A tin of Royal Crown Hair Dressing

Pomade (/pɒˈmd/; French pommade) is a greasy, waxy, or a water-based substance that is used to style hair. Pomade gives the user's hair a shiny, slick appearance, and does not dry it out. It lasts longer than most hair care products, taking 10 washes to remove. The original pomade of the eighteenth and nineteenth centuries consisted mainly of bear fat or lard. Lanolin, beeswax, and petroleum jelly have been used extensively in the manufacture of modern pomades. Stiffening properties of pomades make sculptured hairstyles such as the pompadour or quiff possible; while long lasting moisturizing properties make it popular with individuals with Afro-textured hair.

Origin of the name

The English word "pomade" is derived from French pommade meaning "ointment", itself arising from the Latin pomum (fruit, apple) via the Italian pomata or pomo ( meaning "apple"—as the original ointment recipe contained mashed apples).[1] Modern pomades may contain fragrances, but they are usually not particularly fruity.


Swedish ad for toiletries, 1905/1906.

During the Roman era, soap was used as a pomade by some European tribes.[2] In the 19th century, bear fat was usually the main pomade ingredient.[3] By the early 20th century, petroleum jelly,[4] beeswax, and lard were more commonly used.[5] Early 20th century examples of pomades include Murray's Superior Pomade (originating in the mid-1920s),[6] Brylcreem (introduced in 1928), and Royal Crown Hair Dressing (originating in 1936). Dixie Peach Hair Pomade was popular with teenage boys in the U.S. from World War II through the 1960s.

Pomades were once much more popular than they are today, although they have made a comeback in the 2010s with recent additions to the marketplace, which feature far less lanolin or bees wax in their formulation. Modern hairstyles involving the use of pomade include the ducktail, pompadour, and quiff.

In 2001, a water-based pomade was produced by Layrite. Unlike the petroleum and oil based pomade, water-based pomade washes out easily and dries out quickly.


Unlike hair spray and hair gel, pomade does not dry, and can last much longer. Pomade is used to style hair (including mustaches, side burns, and beards), giving it a darker, slicker, shinier look, and is often associated with the slick men's hairstyles of the early to mid-20th century. Because of its greasy or waxy nature, pomade can last through several washings, although it is easily removed using de-greasers such as high-detergent shampoos, dishwashing liquids, or any shampoos designed for oily hair. Applying common olive oil and rinsing with warm water will also remove pomade. Because of the difficulty of washing pomade out of the hair, many brands of pomade are now primarily water based and feature fewer wax substances. These products are more easily washable but often do not give the same versatility and strength of hold offered by the traditional petroleum-base products.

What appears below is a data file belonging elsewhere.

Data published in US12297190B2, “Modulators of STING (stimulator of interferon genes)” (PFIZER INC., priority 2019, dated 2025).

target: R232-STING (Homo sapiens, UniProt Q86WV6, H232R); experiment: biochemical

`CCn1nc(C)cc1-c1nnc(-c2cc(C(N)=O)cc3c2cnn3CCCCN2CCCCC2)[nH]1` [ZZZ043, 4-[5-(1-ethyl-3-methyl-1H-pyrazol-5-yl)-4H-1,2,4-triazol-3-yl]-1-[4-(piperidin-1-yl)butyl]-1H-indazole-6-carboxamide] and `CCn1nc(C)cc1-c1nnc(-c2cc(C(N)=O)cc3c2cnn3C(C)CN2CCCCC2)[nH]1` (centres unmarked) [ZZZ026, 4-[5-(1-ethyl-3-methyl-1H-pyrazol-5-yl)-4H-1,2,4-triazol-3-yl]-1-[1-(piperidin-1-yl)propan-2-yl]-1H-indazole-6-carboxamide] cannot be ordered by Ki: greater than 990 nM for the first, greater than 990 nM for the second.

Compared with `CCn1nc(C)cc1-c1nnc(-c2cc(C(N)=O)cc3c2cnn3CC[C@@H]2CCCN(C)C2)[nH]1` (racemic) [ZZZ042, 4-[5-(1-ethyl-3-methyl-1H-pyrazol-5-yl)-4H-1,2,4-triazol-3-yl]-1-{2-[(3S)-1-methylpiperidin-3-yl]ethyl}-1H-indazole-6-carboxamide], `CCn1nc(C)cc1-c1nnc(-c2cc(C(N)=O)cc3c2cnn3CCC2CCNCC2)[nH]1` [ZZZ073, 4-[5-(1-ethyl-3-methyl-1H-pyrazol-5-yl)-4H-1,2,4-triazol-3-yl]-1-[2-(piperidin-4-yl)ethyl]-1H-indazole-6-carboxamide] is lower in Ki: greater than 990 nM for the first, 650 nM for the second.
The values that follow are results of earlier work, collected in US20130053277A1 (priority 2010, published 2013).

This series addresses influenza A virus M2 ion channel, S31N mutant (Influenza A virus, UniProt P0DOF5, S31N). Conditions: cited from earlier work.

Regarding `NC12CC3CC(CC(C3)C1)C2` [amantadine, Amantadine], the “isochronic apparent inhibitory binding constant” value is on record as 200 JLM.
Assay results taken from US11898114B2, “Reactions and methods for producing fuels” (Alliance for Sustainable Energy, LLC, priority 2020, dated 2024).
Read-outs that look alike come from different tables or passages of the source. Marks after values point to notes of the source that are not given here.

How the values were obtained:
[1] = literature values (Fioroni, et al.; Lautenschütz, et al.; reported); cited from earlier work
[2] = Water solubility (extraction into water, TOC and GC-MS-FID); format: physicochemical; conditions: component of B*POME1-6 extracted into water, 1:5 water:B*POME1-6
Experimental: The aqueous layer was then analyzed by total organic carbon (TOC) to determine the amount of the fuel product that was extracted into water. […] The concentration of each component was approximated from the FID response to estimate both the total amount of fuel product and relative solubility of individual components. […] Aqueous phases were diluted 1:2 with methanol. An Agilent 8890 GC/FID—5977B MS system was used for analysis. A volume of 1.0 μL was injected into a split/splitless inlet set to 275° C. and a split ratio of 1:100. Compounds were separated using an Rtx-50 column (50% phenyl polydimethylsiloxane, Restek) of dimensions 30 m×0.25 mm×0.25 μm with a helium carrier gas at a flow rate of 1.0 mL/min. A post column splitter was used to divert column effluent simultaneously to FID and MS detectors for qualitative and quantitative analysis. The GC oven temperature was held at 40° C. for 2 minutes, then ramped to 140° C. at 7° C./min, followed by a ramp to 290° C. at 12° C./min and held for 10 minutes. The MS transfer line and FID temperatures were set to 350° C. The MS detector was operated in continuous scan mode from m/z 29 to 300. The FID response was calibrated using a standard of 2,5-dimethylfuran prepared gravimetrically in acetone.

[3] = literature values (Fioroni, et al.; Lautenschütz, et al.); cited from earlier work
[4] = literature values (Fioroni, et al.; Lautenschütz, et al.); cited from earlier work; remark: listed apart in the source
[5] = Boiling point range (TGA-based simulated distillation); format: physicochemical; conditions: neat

Some pomade products, such as mustache wax, are marketed for a specific use, while products such as Ultra Sheen, are marketed for specific consumers. Pomade is often used with Afro-textured hair to keep it from drying out. All these products come in various textures and consistencies, and essentially achieve the same effect as either hair wax or pomade.

Difference between hair wax and pomade

Traditionally, the difference between hair wax and pomade was that pomade gave the hair a slicker, shinier appearance, while wax did not. Today the difference between pomade and hair wax is becoming somewhat ambiguous especially since many heavier pomades contain beeswax. Hair wax and pomade are often not marketed by those names, being labelled instead as "paste," "putty," "glue," or "whip" among others. Hair wax and pomade are closely related, however, with pliability their main common property. This differentiates both wax and pomade from gel and hairspray, both of which are not designed to be restyled once the product is applied.

Removing pomade from hair

Water-based pomades can be removed by washing the hair with normal water and shampoo/conditioner.

Oil-based pomades, however, require an olive oil treatment before washing with dish soap. After this process is complete, the hair should be washed with shampoo and conditioner to prevent it from drying out.

See also


  1. "Online Etymology Dictionary".
  2. the Elder, Pliny. Natural History.
  3. J. K. Crellin (1994). Home Medicine. McGill-Queen's Press. p. 88.
  4. Raymond Foss Bacon, William Allen Hamor (1916). The American petroleum industry. McGraw-Hill.
  5. Thomas William Cowan (1908). Wax Craft, All about Beeswax: Its History, Production, Adulteration, and Commercial Value. S. Low, Marston & co., ltd. p. 148.
  6. Murray's history
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